Justice Pepper held that the summons was duplicitous because it alleged a number offences relating to discharges rather than alleging a single offence and that it ought to be stayed until the NSW EPA elected and particularised in relation to the summons the single offence. The Court in this instance refrained from making formal orders with respect to the summons at the request of the NSW EPA.

The NSW EPA consequently requested that the Court make final orders, which occurred on 21 May 2021 and included that the judgement "is a proper one for determination on appeal given the vexed question of whether or not the summons is duplicitous".

Justice Pepper noted that if the NSW EPA is "not successful on appeal then it will face the spectre of either laying an additional 77 separate charges or electing to proceed with just a single charge on a single day irrespective of the period of the offending".

The outcome of any appeal will provide clarify on a regulators ability to prosecute multiple and discrete environmental offences on single summonses.

QLD: Transitional period for key Great Barrier Reef protection measures has ended

The deferred transitional period for the new Great Barrier Reef protection measures has now expired and:

  • applications for an environmental authority for new, expanded or intensified regulated industrial land use activities within the GBR catchment area that release nutrients and sediment (eg sewage and water treatment plants, land-based aquaculture or mining (point source pollution)) will need to meet new sediment and nutrient emission standards; and
  • new or expanded commercial cropping (ie. cultivation of 1 or more crops) and horticulture (including preparatory work) on 5 hectares or more of uncropped land within the GBR catchment area which do not satisfy the "cropping history" test (ie. the land has been used for cropping or horticultural activities in at least three out of the last 10 years) will be an environmentally relevant activity (ERA) requiring an environmental authority before the activity or any work takes place (ERA 13A).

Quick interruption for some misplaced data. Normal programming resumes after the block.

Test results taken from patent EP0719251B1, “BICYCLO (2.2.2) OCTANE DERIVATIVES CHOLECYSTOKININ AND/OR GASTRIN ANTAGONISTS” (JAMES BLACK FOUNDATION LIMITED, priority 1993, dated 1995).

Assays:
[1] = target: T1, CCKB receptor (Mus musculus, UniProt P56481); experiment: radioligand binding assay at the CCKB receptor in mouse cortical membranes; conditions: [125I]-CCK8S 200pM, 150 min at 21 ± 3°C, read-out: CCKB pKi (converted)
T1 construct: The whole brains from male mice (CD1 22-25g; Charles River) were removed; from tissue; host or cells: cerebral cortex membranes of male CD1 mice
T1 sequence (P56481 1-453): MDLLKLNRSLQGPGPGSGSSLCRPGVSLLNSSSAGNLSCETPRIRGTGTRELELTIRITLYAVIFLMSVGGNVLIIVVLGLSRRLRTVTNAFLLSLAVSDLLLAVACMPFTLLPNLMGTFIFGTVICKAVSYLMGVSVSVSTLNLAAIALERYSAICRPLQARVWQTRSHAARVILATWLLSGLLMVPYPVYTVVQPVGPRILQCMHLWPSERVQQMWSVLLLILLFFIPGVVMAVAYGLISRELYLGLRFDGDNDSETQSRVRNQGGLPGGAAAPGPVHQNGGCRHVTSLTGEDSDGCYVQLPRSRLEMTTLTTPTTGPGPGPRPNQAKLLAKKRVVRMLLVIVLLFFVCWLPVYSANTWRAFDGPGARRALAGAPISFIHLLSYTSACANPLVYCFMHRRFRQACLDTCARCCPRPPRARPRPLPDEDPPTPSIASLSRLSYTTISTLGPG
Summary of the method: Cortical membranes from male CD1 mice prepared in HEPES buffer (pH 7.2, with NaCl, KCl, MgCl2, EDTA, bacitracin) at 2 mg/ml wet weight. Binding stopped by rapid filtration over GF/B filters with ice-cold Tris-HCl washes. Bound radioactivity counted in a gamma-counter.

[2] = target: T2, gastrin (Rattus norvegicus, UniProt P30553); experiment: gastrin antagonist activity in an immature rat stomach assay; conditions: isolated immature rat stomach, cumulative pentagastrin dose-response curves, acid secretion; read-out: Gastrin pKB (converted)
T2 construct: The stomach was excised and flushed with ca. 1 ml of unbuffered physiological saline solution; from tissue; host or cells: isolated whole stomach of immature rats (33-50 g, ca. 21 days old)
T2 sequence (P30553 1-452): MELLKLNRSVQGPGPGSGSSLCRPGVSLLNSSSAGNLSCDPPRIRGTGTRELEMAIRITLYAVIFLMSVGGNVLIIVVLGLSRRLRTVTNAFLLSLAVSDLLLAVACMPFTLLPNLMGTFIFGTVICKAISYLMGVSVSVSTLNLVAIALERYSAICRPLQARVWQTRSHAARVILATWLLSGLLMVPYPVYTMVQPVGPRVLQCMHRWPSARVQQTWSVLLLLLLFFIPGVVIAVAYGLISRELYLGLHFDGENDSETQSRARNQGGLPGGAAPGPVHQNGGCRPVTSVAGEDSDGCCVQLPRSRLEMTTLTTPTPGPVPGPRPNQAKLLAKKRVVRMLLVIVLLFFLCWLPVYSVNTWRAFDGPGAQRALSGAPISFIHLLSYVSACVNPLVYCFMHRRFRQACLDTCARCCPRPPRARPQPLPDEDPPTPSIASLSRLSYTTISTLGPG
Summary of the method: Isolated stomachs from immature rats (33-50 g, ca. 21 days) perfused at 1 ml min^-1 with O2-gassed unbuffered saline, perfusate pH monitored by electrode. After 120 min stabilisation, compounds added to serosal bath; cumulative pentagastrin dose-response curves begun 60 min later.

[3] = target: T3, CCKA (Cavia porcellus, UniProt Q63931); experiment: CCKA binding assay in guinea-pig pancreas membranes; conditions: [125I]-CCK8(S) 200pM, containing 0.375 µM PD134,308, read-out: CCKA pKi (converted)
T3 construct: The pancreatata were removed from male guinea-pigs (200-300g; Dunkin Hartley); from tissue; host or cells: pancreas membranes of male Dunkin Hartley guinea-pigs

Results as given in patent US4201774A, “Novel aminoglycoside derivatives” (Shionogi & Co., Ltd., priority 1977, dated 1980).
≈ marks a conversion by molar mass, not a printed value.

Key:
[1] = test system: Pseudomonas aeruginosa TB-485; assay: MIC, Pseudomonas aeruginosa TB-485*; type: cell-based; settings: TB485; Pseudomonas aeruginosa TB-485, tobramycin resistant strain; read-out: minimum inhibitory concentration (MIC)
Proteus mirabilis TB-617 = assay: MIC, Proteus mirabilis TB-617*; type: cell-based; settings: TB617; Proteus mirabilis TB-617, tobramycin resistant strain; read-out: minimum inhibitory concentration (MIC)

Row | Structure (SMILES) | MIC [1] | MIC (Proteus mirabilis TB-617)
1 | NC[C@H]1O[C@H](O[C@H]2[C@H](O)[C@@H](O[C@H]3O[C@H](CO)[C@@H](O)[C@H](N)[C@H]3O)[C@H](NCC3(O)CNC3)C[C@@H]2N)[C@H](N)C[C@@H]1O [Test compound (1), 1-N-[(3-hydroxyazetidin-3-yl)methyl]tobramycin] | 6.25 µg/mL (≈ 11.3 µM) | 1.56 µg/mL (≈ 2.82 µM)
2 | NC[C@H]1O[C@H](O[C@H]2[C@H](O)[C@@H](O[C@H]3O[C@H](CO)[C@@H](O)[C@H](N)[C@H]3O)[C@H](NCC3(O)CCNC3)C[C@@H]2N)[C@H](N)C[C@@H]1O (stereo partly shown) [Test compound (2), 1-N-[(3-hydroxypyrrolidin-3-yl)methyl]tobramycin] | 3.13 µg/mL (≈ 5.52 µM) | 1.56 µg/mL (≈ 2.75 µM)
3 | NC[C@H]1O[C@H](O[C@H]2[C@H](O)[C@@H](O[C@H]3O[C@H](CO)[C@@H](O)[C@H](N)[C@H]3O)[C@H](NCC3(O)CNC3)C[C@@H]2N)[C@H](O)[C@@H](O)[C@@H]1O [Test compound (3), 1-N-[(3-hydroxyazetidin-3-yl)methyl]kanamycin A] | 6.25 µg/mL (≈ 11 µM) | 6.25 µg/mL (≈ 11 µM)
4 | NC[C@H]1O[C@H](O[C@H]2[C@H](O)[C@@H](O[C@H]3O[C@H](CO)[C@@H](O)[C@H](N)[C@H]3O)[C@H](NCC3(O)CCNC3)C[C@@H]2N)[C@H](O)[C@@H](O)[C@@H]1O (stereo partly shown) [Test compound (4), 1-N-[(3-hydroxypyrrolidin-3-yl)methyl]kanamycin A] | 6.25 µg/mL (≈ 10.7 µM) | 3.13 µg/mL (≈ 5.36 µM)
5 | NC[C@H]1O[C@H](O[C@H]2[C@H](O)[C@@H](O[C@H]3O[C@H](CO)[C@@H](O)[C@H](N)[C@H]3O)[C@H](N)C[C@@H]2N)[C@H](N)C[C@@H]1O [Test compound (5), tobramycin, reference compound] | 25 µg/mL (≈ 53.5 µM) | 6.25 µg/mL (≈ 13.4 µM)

The administering authority must refuse the application where these relevant activities will, or may, have a residual impact and that impact will not be adequately counterbalanced by offset measures having regard to the water quality offset policy.

With respect to the new ERA 13A:

  • If the cultivation of crops or horticulture was carried out on the land at any time between 1 June 2018 and 31 May 2021 (inclusive) the new requirements will not apply until after the expiry of a transitional period ending on 31 May 2026.
  • Where an activity can meet the eligibility criteria and the conditions contained in the ERA standard for Commercial cropping and horticulture in the Great Barrier Reef catchment (prescribed ERA 13A) – Version 1 a standard application can be made, otherwise a variation application or site-specific application will be required.

VIC: Victoria's new environment regulations and reference standards made

As we count down until the commencement of Victoria's new environment protection regime on 1 July 2021, the Victoria Government has now finalised and made the following subordinate material which will underpin the new regime:

Find out more about Victoria's new environment protection regime here.

SA: Inquiry into waste containing PFAS

The South Australian Parliament will be conducting an inquiry into the disposal of waste contaminated by per- and polyfluoroalkyl substances (PFAS). The motion of Environment Minister David Speirs which was carried on 4 May 2021 will require the Environment, Resources and Development Committee (Committee) to investigate and report on the appropriate and safe disposal of PFAS contaminated waste in South Australia, in particular, the:

  • criteria for disposal of PFAS contaminated waste;
  • criteria for site selection (landfill engineering);
  • consequences of not having an appropriate pathway for PFAS contaminated waste disposal, including reference to case studies; and
  • any other related matters.

We will continue to monitor the progress of this inquiry and will provide further details once it has commenced.

Special thanks to Clare Foran in our Brisbane office, Joy Chen and Tahmyna Rad in our Sydney office, Bevan Willoughby in our Melbourne office and Scott Howieson in our Perth office for their contribution to this edition.
Clayton Utz communications are intended to provide commentary and general information. They should not be relied upon as legal advice. Formal legal advice should be sought in particular transactions or on matters of interest arising from this communication. Persons listed may not be admitted in all States and Territories.